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PRIDE 2017

Holly Mason

It is a tradition dating back to 1970, with the nation’s first Pride Parade in honor of the one-year anniversary of the Stonewall Riots. Here in June of 2017, there will be weeks filled with events and parades commencing around the nation in support of the LGBTQIA+ community. Be sure to check out the Pride events happening in your area (all cities are listed in this calendar).

To …

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Blog,Creative Work

After Hours: Social Rituals

Christina Girardi

Girardi explores the visual and social subjects of the bar through drawings done on site and photographs taken from nights out, happy hours, or simply among the gathering of friends at local bars. Through these drawings, Girardi attempts to mimic and recollect setting, sound, blocks of color, and interaction of the aesthetics surrounding these memories created through the social habits of today’s young urban population.

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Blog

StS Reading Benefiting Trans Women of Color Collective in D.C.

Holly Mason

February 12, 2017, 2:00pm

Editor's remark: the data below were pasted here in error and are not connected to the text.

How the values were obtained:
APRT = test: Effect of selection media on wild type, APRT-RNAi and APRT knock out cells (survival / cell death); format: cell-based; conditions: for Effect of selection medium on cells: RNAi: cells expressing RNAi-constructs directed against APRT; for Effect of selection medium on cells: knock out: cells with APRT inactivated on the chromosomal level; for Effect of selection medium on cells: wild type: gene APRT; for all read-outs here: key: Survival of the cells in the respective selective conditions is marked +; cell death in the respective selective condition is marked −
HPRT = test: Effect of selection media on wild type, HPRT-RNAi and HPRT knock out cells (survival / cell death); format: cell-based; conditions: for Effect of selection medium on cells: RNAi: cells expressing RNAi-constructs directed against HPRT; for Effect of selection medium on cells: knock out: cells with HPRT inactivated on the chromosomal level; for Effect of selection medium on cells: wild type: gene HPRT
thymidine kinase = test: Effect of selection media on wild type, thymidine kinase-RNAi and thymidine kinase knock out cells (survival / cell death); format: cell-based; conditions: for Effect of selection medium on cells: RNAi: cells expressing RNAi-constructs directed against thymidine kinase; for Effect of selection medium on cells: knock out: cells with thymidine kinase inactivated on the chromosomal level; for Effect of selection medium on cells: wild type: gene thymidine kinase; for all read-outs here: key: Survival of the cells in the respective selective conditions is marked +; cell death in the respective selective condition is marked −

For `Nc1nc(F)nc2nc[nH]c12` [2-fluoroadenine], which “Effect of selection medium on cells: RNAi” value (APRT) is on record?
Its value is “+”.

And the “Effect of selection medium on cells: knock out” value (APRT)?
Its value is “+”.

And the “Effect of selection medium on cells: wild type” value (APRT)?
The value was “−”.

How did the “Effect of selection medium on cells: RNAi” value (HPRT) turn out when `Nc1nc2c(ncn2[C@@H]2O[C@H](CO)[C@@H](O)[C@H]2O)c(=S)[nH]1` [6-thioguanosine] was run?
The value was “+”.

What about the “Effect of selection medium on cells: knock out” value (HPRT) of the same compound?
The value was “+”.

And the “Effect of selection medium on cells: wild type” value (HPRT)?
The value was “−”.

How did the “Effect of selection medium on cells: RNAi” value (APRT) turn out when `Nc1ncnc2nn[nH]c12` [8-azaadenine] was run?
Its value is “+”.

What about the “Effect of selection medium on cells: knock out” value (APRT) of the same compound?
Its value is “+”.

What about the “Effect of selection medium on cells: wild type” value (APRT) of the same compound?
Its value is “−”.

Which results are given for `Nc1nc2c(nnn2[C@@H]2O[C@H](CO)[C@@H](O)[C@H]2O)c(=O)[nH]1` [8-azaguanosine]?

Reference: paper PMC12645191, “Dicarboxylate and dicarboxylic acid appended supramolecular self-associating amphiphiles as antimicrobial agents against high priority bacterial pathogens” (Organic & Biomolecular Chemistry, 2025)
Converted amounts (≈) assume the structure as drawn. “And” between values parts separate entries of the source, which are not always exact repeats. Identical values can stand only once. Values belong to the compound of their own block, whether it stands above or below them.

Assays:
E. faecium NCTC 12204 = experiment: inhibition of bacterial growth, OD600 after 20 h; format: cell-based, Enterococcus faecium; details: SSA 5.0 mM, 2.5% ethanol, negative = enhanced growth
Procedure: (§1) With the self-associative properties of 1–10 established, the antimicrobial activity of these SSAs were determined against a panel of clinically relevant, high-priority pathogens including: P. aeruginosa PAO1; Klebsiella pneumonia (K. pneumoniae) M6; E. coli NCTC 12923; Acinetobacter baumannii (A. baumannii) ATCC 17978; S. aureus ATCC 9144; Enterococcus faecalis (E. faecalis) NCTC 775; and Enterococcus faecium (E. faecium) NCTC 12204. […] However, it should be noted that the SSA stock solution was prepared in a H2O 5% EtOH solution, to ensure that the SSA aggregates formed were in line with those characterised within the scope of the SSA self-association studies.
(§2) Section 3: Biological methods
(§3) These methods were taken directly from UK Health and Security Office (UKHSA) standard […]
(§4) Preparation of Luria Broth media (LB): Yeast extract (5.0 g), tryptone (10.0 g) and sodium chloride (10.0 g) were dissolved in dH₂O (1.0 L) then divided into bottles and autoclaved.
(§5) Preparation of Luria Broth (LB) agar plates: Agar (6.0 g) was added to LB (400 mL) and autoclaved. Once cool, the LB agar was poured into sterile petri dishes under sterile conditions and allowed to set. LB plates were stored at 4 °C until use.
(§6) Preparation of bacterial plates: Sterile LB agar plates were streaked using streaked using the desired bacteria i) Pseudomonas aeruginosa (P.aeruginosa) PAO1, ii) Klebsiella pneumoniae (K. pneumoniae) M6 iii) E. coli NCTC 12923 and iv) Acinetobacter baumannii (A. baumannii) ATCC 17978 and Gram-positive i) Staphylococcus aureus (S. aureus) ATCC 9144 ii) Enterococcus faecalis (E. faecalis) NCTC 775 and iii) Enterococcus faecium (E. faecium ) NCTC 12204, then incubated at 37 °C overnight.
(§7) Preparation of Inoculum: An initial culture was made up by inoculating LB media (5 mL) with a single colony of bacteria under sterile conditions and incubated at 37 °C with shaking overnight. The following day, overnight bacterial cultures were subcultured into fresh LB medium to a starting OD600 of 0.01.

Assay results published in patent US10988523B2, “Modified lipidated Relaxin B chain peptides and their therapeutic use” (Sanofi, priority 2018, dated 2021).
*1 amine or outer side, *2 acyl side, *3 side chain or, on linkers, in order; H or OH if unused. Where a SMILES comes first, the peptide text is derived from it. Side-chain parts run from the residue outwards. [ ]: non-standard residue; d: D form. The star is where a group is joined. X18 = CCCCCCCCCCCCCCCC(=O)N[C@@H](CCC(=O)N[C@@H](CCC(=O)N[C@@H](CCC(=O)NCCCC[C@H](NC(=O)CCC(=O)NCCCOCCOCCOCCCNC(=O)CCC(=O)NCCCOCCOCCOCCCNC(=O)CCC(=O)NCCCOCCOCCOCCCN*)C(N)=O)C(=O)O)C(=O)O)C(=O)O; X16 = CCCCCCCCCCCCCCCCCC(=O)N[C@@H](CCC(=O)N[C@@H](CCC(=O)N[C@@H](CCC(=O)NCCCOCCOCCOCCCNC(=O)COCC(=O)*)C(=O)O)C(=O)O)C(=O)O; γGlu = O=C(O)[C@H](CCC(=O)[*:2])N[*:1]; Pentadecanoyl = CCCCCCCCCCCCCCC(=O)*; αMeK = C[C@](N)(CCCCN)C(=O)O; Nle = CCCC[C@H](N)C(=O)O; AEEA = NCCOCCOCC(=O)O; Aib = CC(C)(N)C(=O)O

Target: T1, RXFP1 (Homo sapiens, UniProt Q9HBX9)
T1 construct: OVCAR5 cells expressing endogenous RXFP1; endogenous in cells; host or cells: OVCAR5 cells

The Potter’s House
1658 Columbia Rd NW
Washington D.C. 20009
$5 suggested donation

Join So to Speak for an afternoon of reading to benefit  The Trans Women of Color Collective.  TWOCC is an organization, located in Washington D.C., dedicated to uplifting the narratives, leadership, and lived experiences of trans people of color. They are a grass-roots funded global initiative created to offer opportunities for trans …

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Blog

Fall For The Book 2016

Madeleine Wattenberg

September 25th- 30th is the 18th annual  Fall For the Book Festival!

Since 1999, George Mason University and the City of Fairfax have collaborated on this festival to celebrate an array of writers with an eye toward strengthening ties between the literary and local communities. This year’s guests include poets Dana Levin, Natalie Diaz, Oliver Bendorf and fiction authors Lauren Groff, Sandra Cisneros, and …

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Blog,Interviews

Speaking With DC Artist Jane Claire Remick

Holly Mason

JCR: It’s really important for me to work not just with Feminist ideas, but within the structure of the arts community and art ecology. In DC I’m super lucky to be able to work almost exclusively with other people who also identify as women, non-binary, and queer people. I’m very very lucky I think. It’s not “cool” in this century to be militant, but I’m pretty militant—if I know a gallery is showing 80% cis male white men, I don’t want to go there, I don’t want to work with them. I’m trying to figure out professionally when or if it’s worth it to make those compromises.

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